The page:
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153.Amines

153.Amines

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Amines
Number 153
1
C
 hem
 F
 actsheet
www.curriculum-press.co.uk
To succeed in this topic you need to:-
Remember organic nomenclature ideas from AS Chemistry(Factsheets 15, 16 and 17)
Be familiar with terminology related to organic mechanisms(Factsheet 16)
Understand the link between inter-molecular forces and boilingpoints
Know the meaning of the term
weak 
as applied to acids and bases
Understand that acid-base equilibria involve proton transferAfter working through this Factsheet you will:-
Know about the characteristic structures and properties of amines
Know about the characteristic reactions of amines
Know the standard methods of preparation of amines
Know the mechanisms associated with the reactions of amines
Understand the importance of aminesA discussion of amines is best divided into a series of categories:Structure and Nomenclature; Physical Properties; BasicCharacteristics; Nucleophilic Behaviour and Preparations.
The Structure of Amines
Amines are derivatives of ammonia, NH
3
.A primary amine is, in structural terms an ammonia molecule in whichone of the hydrogen atoms has been substituted for by a hydrocarbongroup such as an alkyl group, RNH
2
.A secondary amine has two of the hydrogen atoms in ammoniareplaced with such groups, R
2
NH and a tertiary, three, R
3
N. Quaternaryammonium salts (equivalent to ammonium salts, NH
4+
) are also found,R
4
N
+
.
HNH
 
NHRNH
 
NHRNHNRRNRNR
There are, unfortunately, alternative naming systems for amines soyou will have to check your specification to see which is required byyour exam board. Firstly, there is the “alkylamine” style of naming:
CH
3
NH
2
methylamine
CH
3
CH
2
NH
2
ethylamine
(CH
3
)
2
NH
2
dimethylamine etc.Alternatively, the “aminoalkane” style can be used:
CH
3
NH
2
aminomethane
CH
3
CH
2
NH
2
aminoethane
(CH
3
)
2
NH
 N 
-methylaminomethane etc.(The
 N 
indicates that the second CH
3
group is bonded to the N of theprimary amine, CH
3
NH
2
, to form this secondary amine. Similarly,CH
3
CH
2
N(CH
3
)
2
is
 N 
,
 N 
-dimethylaminoethane.AmmoniaPrimaryamineSecondaryamineTertiaryamineYou might also encounter the system which uses “alkanamine”style. e.g. CH
3
NH
2
(methanamine), CH
3
CH
2
NH
2
(ethanamine) etc.Alternative names for a few examples are shown below:
1-propylamine
or1-aminopropaneorpropan-1-amine
2-propylamine
or2-aminopropaneorpropan-2-amine
HCHHHCHCHHNHHHCHHHCH
2
NCHHHHCHHHCHCHHNCCHHHHHHHCHHCCHHHHNCHHHCHH
 
CHHH
 N 
,
 N 
-dimethyl-1-aminopropane
ordimethylpropylamineor
 N 
,
 N 
-dimethylpropan-1-amine
 N 
-ethyl-
 N 
-methyl-2-aminopropane
or ethylmethyl-2-propylamineor
 N 
-ethyl-
 N 
-methyl-propan-2-amine
Preparation of Amines
Primary aliphatic amines can be made from halogenoalkanes, nitrilesor nitro compounds.
1. Halogenoalkane method:
Ammonia (in
ethanolic solution
to minimise hydrolysis of thehalogenoalkane to an alcohol and increase miscibility) is reactedwith a halogenoalkane.e.g. CH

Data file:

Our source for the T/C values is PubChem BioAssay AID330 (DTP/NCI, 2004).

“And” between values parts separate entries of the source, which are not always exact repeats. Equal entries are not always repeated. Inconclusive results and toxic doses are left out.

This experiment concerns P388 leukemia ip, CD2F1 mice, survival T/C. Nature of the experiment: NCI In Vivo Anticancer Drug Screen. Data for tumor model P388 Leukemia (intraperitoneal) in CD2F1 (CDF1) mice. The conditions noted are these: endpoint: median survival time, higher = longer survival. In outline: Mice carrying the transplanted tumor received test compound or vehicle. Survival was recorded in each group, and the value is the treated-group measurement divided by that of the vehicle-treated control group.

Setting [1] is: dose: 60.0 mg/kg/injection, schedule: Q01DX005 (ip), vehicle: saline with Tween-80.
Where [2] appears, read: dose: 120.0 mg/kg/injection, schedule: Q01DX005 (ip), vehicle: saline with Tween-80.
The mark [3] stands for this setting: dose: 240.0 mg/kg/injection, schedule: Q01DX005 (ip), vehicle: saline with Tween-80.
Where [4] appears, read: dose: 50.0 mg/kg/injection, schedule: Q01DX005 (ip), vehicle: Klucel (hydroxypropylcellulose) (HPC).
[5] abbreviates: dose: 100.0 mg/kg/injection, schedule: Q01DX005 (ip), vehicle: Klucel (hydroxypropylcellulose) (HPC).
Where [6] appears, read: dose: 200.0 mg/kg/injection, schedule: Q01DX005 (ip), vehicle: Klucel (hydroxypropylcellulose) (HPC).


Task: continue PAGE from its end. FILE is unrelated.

3
CH
2
Br + 2NH
3
 
CH
3
CH
2
NH
2
+ NH
4
BrIn this reaction the ammonia molecules fill two different roles. Thefirst acts as a nucleophile and attacks the
δ
+ carbon atom resultingin
nucleophilic substitution
.CH
3
CH
2
Br + NH
3
 
CH
3
CH
2
NH
3+
+ Br
And then the second acts as a base, accepting a proton from theethylammonium ionCH
3
CH
2
NH
3+
+ NH
3
 
CH
3
CH
2
NH
2
+ NH
4+
The
 problem with this method 
is that the primary amines producedare themselves nucleophiles (in fact, a primary amine is a better/ stronger nucleophile than ammonia as the electron-releasingcharacter of the alkyl group makes the nitrogen more
δ
- and thelone pair more available in the primary amine than in ammonia) andso further substitution is possible, leading to secondary amines,tertiary amines and even quarternary ammonium salts. However,use of a large excess of ammonia can minimise production of secondary amines, tertiary amines and quarternary ammoniumsalts.
 
Chem Factsheet
2
153. Amines
2. Nitrile Method
This involves
reduction
using either LiAlH
4
(in ether) or hydrogengas with a nickel catalystIn general: RC
N + 4[H]
RCH
2
NH
2
Nitriles can readily be prepared from halogenoalkanes bynucleophilic substitution using KCN in ethanol.R-Br + KCN
R-CN + KBrThis method gives a more efficient method for producing amines asthere is much less chance of unwanted by-products being formed.However, it is a two-stage process!
3. Nitro Compound Method
In the case of 
aromatic amines
the most common method used isthe
reduction of an aromatic nitro compound 
using tin andconcentrated hydrochloric acid or hydrogen gas with a nickelcatalyst.e.g. C
6
H
5
NO
2
+ 6[H]
C
6
H
5
NH
2
+ 2H
2
Onitrobenzene phenylamine/aminobenzeneNB If a mixture of Sn and HCl is used then the acidity of thereaction mixture means that the initial product will actually beC
6
H
5
NH
3+
, which must be treated with an aqueous solution of sodium hydroxide to generate the amine.C
6
H
5
NH
3+
+ OH
-
 
C
6
H
5
NH
2
+ H
2
O
 Both aliphatic and aromatic amines can be produced by reductionof a corresponding nitrile with Ni/H 
2
but only aliphatic aminescan be produced by nucleophilic substitution of the equivalent halogeno-compound.Why is it not possible to form an aromatic amine by reactingammonia with a halogenoarene such as bromobenzene?
The production of a primary amine from ammonia and ahalogenoalkane depends on a nucleophilic attack by the lone pairof the nitrogen in ammonia on the
δ
+ carbon in the halogenoalkane.The delocalised electron cloud of the arene (benzene) group willrepel the lone pair on the ammonia’s nitrogen making such an attack impossible. In addition, the delocalisation strengthens the carbon-halogen bond in the halogenoarene and reduces its polarity bycomparison with a halogenoalkane.
Physical Properties of Amines
1. Boiling Points
Methylamine (b.pt.-6.3°C) and ethylamine (b.pt. 16.6°C) are bothgases at room temperature but the remaining primary amines areliquids.
Why are boiling points of amines so much higher than similar sized alkenes and why do the boiling points of the amines increasewith increasing chain length?